Please visit www.speakingforspot.com to read excerpts from Speaking for Spot. There you will also find “Advocacy Aids”- helpful health forms you can download and use for your own dog, and a collection of published articles on advocating for your pet’s health. SPEAKING FOR SPOT is available at Amazon.com, local bookstores, or your favorite online book seller.

Wishing you and your dog good health,

Dr. Nancy Kay
Specialist, American College of Veterinary Internal Medicine

What Mutt Fans and Purebred Enthusiasts Have in Common

February 15, 2009

Every February, in the weeks surrounding the Westminster Dog Show, I hear plenty of biased commentary and heated discussion about mutts versus purebred dogs.  This year, the rhetoric has reached new heights- with all the speculation about who will become the Obama family’s “First Fido,” even “dogless” people feel compelled to join in the bantering and bickering.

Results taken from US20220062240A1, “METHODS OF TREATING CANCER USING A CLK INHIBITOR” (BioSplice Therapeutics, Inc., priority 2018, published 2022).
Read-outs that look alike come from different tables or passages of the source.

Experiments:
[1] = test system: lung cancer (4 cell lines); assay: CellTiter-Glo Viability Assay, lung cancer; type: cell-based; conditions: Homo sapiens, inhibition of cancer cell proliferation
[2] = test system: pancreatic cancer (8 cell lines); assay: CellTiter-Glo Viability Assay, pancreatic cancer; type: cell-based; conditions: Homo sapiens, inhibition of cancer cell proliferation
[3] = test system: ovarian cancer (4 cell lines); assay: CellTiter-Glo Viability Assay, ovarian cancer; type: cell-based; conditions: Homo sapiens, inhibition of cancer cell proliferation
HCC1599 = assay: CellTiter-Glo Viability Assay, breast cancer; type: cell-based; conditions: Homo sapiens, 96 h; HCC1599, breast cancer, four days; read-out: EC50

Between my own dogs and my beloved patients, I have plenty of first-hand familiarity with the virtues and vices of the purebred versus mongrel experience.  I can assure you, there are plenty of both!   This is why I shrug my shoulders when confronted with people bent on convincing me that their preference should be my preference. Would I ever try to convince someone that one is better?  No way- I’m a big believer in “live and let live” as long as no one gets hurt.  Trust me, after raising three children and working with more dog loving clients than I can count, I’ve learned to pick my battles wisely.  For example, if a client tells me their dog is a “German Shepherd”, yet I see before me an “Australian Shepherd,” I don’t try to correct my client.  I prefer to let sleeping dogs lie.  No harm done because, whether the dog is from Australia or Germany I will treat his diabetes the same!